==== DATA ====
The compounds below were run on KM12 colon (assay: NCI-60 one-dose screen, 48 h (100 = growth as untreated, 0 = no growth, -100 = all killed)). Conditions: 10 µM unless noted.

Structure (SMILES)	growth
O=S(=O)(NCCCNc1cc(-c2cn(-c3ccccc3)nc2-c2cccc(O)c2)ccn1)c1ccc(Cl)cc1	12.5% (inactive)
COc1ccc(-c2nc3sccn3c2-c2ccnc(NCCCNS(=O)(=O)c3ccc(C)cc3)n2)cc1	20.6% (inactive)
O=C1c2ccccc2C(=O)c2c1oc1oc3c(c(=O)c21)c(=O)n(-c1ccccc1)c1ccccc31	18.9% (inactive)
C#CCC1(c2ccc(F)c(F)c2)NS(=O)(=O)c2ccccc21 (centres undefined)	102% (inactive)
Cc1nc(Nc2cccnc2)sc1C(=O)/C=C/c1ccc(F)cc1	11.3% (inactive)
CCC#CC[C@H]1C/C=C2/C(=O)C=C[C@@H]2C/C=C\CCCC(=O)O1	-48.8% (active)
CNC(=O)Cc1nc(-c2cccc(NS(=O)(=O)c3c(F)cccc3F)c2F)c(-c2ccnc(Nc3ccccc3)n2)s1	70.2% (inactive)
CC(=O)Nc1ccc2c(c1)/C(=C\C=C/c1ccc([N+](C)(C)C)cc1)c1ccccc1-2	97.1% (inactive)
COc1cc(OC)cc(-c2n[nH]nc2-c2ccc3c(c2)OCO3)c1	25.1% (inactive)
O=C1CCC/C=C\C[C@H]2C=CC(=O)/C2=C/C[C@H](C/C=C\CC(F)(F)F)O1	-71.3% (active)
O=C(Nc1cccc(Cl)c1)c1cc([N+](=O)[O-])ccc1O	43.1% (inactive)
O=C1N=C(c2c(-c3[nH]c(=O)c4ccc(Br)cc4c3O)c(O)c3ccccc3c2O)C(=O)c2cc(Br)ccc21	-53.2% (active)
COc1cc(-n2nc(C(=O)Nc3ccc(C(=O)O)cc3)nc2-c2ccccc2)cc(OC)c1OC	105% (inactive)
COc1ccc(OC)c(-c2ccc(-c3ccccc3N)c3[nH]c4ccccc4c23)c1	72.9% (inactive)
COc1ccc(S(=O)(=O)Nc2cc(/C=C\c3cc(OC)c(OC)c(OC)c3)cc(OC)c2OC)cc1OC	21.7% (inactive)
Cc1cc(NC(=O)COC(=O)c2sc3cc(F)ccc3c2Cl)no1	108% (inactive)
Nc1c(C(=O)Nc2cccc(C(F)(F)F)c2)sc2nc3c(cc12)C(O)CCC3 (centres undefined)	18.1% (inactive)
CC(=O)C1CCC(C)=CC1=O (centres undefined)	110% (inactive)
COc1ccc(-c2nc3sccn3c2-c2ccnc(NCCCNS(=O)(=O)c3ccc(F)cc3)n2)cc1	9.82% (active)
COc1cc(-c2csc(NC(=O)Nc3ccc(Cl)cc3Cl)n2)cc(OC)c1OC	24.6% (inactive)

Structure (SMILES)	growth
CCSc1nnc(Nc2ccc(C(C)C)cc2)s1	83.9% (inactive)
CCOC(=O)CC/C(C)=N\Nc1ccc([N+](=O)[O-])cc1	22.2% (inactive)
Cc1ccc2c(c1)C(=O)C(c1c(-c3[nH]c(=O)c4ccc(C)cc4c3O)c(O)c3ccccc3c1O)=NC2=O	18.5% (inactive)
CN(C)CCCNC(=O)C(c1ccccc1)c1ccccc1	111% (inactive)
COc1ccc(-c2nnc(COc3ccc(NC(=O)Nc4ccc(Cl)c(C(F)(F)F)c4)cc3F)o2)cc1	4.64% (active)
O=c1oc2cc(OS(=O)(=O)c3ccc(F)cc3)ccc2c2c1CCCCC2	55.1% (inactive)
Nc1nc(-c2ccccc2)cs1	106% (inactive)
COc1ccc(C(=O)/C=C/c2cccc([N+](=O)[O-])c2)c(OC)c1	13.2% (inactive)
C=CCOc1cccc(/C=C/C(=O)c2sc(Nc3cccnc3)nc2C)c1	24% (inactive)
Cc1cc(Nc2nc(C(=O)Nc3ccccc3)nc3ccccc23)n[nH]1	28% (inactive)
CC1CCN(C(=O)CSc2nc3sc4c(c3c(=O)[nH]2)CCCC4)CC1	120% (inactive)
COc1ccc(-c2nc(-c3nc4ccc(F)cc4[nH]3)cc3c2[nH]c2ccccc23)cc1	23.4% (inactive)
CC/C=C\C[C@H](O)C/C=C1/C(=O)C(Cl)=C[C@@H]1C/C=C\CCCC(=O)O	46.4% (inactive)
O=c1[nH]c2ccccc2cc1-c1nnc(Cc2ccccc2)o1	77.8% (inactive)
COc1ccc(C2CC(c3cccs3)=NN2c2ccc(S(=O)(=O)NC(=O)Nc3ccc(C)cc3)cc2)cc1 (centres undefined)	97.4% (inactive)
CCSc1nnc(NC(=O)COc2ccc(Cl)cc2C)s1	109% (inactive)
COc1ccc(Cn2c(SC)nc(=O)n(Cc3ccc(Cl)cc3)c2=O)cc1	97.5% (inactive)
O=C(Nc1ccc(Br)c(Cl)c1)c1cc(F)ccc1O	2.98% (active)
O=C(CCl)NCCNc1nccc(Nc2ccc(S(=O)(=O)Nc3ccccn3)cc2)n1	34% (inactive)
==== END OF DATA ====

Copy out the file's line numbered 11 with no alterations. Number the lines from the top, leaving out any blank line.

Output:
COc1cc(OC)cc(-c2n[nH]nc2-c2ccc3c(c2)OCO3)c1	25.1% (inactive)